Keep reading »
Some of the most beloved cookbooks in our library are the dustiest: books we grew up with, inherited from our grandparents, found at yard sales, or bought new decades ago. In this column, we celebrate these bibliographic treasures, and our favorite recipes therein.
Edna Lewis's masterpiece of Southern cuisine, The Taste of Country Cooking, is widely hailed as one of the most important cookbooks of the 20th century, so it doesn't make sense that it would require a resurrection, and certainly shouldn't end up on the back of any bookshelf. If you already know Edna Lewis, you probably assume everyone does, but an informal poll of my friends found that only one or two people knew who she was and exactly zero owned one of her cookbooks. It is possible that this points to some failing of mine in choosing friends (not enough Southerners? too few cooks?). But I fear she is one of those food writers who never became as widely read as others held in the same esteem. Keep reading »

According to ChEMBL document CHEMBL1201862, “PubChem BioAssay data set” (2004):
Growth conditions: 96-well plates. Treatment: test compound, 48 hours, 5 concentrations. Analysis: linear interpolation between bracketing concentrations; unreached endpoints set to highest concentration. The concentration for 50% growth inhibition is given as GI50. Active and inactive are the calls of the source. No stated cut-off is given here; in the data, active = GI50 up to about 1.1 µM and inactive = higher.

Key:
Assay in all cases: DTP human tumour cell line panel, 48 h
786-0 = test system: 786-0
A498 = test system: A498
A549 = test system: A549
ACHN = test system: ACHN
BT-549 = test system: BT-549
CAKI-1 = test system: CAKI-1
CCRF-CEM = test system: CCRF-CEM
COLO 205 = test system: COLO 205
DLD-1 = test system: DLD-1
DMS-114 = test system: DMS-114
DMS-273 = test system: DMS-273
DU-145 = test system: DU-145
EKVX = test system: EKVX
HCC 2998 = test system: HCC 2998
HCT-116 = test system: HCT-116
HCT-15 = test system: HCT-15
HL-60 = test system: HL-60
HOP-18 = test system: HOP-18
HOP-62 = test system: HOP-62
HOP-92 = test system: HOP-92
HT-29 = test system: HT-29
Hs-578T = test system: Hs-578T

Lent, the period leading up to Easter, is traditionally a time for penitence and self-denial, and there's nothing like the deluge of candy that arrives Easter morning to help compensate for those weeks of lost pleasures.